With the 2019 CAEH Conference less than a month away, we are looking forward to telling folks about the work we have been doing as a research team at Dans la Rue in Montréal, and engaging in a conversation about things that public sector institutions could do differently to prevent young people from experiencing homelessness. So far, our research has focused on policy, legislation and professional practice in the province of Québec. Some of our findings are specific to Québec; other things have a more general relevance for all Canadian provinces. During our presentation, we will highlight some of the things we have learned so far and invite people to tell us how what we are finding is similar to, and different from, what they are experiencing and observing in their own contexts.

Our entire research team is planning to attend the CAEH this year. We are five people who have experienced homelessness and housing precarity and one who hasn’t. Jayne and Naomi are affiliated with McGill University; Max, Laurence, Micky and Shayana are affiliated with Dans la Rue, but each of us has multiple affiliations and identities that we bring to the project. One of the aims of our panel is to ensure that we bring these multiple identities to the table, rather than getting caught up in – and accidentally reifying – overly simplistic and dualistic categories (e.g., lived experience researcher and professor). To achieve this aim, we have structured our panel “talk-show style’ – this means, we will take turns posing and answering questions we developed as a team and inviting audience engagement, rather than just telling the audience what we’ve been up to this last year.

We will talk as much about our integrated research and knowledge exchange (or learning) process as we will about findings because we are compelled by the relational aspects of our work. At a keynote talk Jayne gave at a conference in June, she remarked that a defining feature of our team is that we believe that the ends must always be commensurate with the means; this means that how we work together and support one another as well as the people we interact with in a research capacity is as important as the outcomes of our study. Shortly after she made this claim, she invited the team to the stage and we finished the keynote (on participatory research) as a group. Given that we uphold explicit and unapologetic equity aims in terms of our research, our ways of working together and with others must also be driven by a concern with justice and equity.  In practice, this means that if we are finding, for example, a particular institutional process disadvantages a certain group of people who represent only 5% of the total population, we do not dismiss this finding as inconsequential. On the contrary, we pay careful attention to the ways that particular institutional policies and processes systematically disadvantage or advantage particular groups.

In our team, we are similarly attentive to and accommodating of people’s shifting and divergent needs and strengths. People often take breaks for school, to do some intensive mental health or addictions work, to attend a conference or travel to see family. We try to exercise patience and understanding, while simultaneously holding one another accountable to high expectations for the work. Of course, this does not mean that our team is untouched by asymmetries of power; rather, we endeavour to acknowledge and disrupt the various ways that power circulates in and around the project.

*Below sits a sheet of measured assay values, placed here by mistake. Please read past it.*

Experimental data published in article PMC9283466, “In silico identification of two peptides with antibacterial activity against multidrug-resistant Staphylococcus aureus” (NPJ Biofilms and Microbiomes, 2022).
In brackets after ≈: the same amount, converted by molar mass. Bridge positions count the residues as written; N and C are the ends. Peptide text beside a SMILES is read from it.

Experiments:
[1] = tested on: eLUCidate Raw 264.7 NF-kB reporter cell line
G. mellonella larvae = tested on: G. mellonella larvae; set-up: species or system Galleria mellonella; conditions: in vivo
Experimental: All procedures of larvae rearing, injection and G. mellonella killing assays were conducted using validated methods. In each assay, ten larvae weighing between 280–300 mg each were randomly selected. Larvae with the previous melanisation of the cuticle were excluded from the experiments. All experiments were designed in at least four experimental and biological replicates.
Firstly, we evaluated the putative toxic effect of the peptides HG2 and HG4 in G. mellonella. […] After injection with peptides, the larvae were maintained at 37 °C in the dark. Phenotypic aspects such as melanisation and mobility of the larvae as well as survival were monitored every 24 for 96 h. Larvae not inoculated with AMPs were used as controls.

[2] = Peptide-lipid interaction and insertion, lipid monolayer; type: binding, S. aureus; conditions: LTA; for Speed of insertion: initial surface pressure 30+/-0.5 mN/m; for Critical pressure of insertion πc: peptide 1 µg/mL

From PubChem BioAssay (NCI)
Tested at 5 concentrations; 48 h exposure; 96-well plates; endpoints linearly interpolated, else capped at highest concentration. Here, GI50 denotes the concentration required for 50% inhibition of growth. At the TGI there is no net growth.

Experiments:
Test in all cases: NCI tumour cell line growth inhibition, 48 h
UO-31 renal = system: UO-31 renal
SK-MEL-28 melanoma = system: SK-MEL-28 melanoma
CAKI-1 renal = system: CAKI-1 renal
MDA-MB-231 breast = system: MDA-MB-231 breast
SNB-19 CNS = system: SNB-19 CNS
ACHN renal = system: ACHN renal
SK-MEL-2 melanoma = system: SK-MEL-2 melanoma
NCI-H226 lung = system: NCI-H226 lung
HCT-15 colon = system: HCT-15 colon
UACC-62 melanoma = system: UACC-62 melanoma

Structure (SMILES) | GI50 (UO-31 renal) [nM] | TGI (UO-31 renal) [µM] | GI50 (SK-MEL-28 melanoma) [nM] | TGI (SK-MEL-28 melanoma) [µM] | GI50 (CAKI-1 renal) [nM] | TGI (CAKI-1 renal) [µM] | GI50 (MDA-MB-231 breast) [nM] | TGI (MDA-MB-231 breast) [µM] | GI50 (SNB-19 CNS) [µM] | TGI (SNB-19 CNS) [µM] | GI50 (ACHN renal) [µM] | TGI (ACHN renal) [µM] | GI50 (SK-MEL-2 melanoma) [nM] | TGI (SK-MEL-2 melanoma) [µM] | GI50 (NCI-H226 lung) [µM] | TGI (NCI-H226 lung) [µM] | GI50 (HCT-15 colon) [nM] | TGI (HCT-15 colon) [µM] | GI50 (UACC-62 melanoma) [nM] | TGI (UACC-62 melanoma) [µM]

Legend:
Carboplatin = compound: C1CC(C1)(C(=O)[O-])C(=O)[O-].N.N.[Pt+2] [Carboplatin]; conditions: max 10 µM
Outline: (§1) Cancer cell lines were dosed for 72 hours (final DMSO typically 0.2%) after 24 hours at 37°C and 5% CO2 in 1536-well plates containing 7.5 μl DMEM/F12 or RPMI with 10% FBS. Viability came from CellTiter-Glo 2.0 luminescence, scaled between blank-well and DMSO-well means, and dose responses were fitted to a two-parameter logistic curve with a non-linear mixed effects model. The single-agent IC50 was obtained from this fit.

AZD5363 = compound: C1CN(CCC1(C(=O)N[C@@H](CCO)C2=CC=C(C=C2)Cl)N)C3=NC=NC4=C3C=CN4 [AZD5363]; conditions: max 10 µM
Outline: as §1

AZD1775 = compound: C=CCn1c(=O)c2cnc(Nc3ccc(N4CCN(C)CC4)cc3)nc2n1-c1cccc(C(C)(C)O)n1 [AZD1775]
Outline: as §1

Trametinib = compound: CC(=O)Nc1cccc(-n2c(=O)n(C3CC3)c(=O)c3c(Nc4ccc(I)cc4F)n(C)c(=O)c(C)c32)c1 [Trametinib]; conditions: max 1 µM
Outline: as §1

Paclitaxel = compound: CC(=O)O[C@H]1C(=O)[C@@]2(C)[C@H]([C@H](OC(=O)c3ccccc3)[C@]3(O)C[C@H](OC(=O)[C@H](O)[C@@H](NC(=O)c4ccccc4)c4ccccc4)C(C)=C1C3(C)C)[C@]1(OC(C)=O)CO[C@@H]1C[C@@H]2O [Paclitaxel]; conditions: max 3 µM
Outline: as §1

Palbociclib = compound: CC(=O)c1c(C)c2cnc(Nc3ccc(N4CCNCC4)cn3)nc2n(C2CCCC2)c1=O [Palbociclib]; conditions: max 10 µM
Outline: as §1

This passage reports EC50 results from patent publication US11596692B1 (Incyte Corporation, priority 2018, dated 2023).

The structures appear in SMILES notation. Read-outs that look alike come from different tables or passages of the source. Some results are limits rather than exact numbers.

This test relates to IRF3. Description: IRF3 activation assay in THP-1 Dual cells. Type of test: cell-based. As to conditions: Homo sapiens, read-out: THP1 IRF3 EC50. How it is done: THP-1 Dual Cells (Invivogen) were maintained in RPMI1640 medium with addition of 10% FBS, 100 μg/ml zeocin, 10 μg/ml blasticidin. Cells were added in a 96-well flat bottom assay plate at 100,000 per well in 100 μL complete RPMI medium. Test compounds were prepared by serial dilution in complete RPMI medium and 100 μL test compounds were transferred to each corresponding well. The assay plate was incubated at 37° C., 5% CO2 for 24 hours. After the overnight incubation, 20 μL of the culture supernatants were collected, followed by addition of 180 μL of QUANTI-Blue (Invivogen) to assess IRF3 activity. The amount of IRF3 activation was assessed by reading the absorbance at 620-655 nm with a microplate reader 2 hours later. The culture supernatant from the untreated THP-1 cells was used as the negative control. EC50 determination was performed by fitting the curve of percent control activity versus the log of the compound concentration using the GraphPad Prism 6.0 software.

In Edmonton, we will talk about these commitments. We will tell you about our study design and our strategic effort to do research that is non-objectifying and socially just, but also to produce findings that are compelling to policy decision-makers and practitioners – such that our findings contribute to resolving some of the structural and systemic barriers youth experiencing homelessness face. In addition to sharing these emerging findings, we will tell our audience how we intend to mobilize these into prototype interventions using design and testing strategies developed for the technology sector.

For anyone interested in participatory modes of research and/or development, this session will be of interest. We think it will also be of interest to people in frontline organizations that participate in research projects with university researchers because the model we have developed centralizes equitable participation and meaningful collaborations across academic and non-academic contexts. Our efforts to identify concrete policies, processes and practices that contribute to housing stability and instability should also be of interest to anyone who wants to ensure that public sector institutions (e.g., child welfare and schools) are not inadvertently contributing to young people’s vulnerability to homelessness and exclusion even as they ostensibly seek to advance young people’s best interests.


This post is part of our #CAEH19 blog series which highlights research on preventing and ending homelessness that is being presented at the 2019 National Conference on Ending Homelessness, Nov 4-6 in Edmonton, AB. Learn more about Noami and Jayne's work through their presentation within the Meaningful Engagement with People with Lived Experience in Research session on Monday, November 4th at 4:00 pm.